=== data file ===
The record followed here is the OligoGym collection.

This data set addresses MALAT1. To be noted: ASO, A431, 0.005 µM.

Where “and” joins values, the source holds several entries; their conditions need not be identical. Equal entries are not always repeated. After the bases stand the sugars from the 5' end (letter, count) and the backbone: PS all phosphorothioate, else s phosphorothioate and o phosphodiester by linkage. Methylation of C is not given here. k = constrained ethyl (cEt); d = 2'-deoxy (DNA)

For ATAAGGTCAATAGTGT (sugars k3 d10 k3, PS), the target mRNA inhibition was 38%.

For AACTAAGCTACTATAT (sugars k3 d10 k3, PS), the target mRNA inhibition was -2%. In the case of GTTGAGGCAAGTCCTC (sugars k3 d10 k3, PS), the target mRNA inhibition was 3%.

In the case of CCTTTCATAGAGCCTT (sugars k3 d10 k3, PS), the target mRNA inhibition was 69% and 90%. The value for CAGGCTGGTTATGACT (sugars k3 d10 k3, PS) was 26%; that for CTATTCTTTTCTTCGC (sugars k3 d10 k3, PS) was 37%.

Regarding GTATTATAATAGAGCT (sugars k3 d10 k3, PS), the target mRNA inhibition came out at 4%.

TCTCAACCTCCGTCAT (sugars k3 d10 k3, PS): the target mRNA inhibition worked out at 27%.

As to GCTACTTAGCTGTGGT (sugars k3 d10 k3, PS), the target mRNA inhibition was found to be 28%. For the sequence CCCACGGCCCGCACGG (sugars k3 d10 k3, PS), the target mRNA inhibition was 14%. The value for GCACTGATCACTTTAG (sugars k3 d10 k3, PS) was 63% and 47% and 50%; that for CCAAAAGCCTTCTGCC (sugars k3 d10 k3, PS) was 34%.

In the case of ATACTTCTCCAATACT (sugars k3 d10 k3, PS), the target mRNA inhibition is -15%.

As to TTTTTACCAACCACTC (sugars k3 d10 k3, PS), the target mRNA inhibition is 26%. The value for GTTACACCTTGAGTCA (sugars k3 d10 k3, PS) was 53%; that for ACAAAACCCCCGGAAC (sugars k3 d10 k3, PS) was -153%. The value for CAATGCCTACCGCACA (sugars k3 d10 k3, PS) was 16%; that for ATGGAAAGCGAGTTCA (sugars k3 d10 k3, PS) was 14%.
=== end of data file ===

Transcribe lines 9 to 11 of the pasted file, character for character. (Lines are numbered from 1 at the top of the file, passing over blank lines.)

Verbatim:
As to GCTACTTAGCTGTGGT (sugars k3 d10 k3, PS), the target mRNA inhibition was found to be 28%. For the sequence CCCACGGCCCGCACGG (sugars k3 d10 k3, PS), the target mRNA inhibition was 14%. The value for GCACTGATCACTTTAG (sugars k3 d10 k3, PS) was 63% and 47% and 50%; that for CCAAAAGCCTTCTGCC (sugars k3 d10 k3, PS) was 34%.

In the case of ATACTTCTCCAATACT (sugars k3 d10 k3, PS), the target mRNA inhibition is -15%.

As to TTTTTACCAACCACTC (sugars k3 d10 k3, PS), the target mRNA inhibition is 26%. The value for GTTACACCTTGAGTCA (sugars k3 d10 k3, PS) was 53%; that for ACAAAACCCCCGGAAC (sugars k3 d10 k3, PS) was -153%. The value for CAATGCCTACCGCACA (sugars k3 d10 k3, PS) was 16%; that for ATGGAAAGCGAGTTCA (sugars k3 d10 k3, PS) was 14%.